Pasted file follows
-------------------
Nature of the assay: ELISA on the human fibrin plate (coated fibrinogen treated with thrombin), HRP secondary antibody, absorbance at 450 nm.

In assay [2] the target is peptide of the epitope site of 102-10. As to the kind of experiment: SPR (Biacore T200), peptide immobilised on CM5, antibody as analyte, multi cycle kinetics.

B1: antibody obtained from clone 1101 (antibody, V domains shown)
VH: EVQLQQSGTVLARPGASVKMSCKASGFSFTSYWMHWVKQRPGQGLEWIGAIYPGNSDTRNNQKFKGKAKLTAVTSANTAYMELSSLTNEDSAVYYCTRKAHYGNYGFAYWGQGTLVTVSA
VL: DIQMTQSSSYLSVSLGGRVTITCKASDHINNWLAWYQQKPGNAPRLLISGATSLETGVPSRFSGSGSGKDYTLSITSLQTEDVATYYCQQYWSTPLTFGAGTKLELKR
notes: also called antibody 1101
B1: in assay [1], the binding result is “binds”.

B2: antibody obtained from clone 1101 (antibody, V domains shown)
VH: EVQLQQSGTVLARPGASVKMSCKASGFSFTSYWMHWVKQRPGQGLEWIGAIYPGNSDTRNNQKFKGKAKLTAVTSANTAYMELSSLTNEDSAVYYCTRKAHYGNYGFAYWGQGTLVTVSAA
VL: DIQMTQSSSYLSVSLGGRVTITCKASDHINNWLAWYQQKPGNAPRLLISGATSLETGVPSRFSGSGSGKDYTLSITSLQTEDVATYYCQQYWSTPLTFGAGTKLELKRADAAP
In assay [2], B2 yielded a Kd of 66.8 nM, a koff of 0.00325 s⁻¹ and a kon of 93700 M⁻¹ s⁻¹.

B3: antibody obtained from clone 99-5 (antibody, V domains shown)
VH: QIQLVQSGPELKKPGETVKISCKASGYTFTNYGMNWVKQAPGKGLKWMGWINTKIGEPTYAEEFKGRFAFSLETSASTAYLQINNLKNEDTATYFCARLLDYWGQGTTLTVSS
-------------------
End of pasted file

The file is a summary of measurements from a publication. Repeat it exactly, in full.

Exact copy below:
Nature of the assay: ELISA on the human fibrin plate (coated fibrinogen treated with thrombin), HRP secondary antibody, absorbance at 450 nm.

In assay [2] the target is peptide of the epitope site of 102-10. As to the kind of experiment: SPR (Biacore T200), peptide immobilised on CM5, antibody as analyte, multi cycle kinetics.

B1: antibody obtained from clone 1101 (antibody, V domains shown)
VH: EVQLQQSGTVLARPGASVKMSCKASGFSFTSYWMHWVKQRPGQGLEWIGAIYPGNSDTRNNQKFKGKAKLTAVTSANTAYMELSSLTNEDSAVYYCTRKAHYGNYGFAYWGQGTLVTVSA
VL: DIQMTQSSSYLSVSLGGRVTITCKASDHINNWLAWYQQKPGNAPRLLISGATSLETGVPSRFSGSGSGKDYTLSITSLQTEDVATYYCQQYWSTPLTFGAGTKLELKR
notes: also called antibody 1101
B1: in assay [1], the binding result is “binds”.

B2: antibody obtained from clone 1101 (antibody, V domains shown)
VH: EVQLQQSGTVLARPGASVKMSCKASGFSFTSYWMHWVKQRPGQGLEWIGAIYPGNSDTRNNQKFKGKAKLTAVTSANTAYMELSSLTNEDSAVYYCTRKAHYGNYGFAYWGQGTLVTVSAA
VL: DIQMTQSSSYLSVSLGGRVTITCKASDHINNWLAWYQQKPGNAPRLLISGATSLETGVPSRFSGSGSGKDYTLSITSLQTEDVATYYCQQYWSTPLTFGAGTKLELKRADAAP
In assay [2], B2 yielded a Kd of 66.8 nM, a koff of 0.00325 s⁻¹ and a kon of 93700 M⁻¹ s⁻¹.

B3: antibody obtained from clone 99-5 (antibody, V domains shown)
VH: QIQLVQSGPELKKPGETVKISCKASGYTFTNYGMNWVKQAPGKGLKWMGWINTKIGEPTYAEEFKGRFAFSLETSASTAYLQINNLKNEDTATYFCARLLDYWGQGTTLTVSS